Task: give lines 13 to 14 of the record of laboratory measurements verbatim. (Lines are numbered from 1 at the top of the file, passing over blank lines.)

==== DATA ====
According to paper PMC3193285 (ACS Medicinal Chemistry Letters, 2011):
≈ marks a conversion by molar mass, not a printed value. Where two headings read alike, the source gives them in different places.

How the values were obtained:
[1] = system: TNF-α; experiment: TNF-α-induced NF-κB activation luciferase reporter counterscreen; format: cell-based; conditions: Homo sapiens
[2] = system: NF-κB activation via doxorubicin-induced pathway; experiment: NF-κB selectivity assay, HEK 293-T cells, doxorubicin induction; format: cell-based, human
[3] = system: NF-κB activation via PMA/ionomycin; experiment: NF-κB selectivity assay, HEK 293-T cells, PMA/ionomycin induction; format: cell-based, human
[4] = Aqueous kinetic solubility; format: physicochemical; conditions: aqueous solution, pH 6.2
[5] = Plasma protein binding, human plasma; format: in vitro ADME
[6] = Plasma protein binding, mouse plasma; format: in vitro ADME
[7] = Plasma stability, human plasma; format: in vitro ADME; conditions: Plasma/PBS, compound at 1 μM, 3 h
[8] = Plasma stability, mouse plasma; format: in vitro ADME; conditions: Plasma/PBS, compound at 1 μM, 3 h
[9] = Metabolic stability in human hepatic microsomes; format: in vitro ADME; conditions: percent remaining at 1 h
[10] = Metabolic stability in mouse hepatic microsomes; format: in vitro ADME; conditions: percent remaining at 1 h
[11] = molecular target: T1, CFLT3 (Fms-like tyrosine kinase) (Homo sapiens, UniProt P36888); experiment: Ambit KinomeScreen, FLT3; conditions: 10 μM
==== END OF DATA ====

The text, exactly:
[10] = Metabolic stability in mouse hepatic microsomes; format: in vitro ADME; conditions: percent remaining at 1 h
[11] = molecular target: T1, CFLT3 (Fms-like tyrosine kinase) (Homo sapiens, UniProt P36888); experiment: Ambit KinomeScreen, FLT3; conditions: 10 μM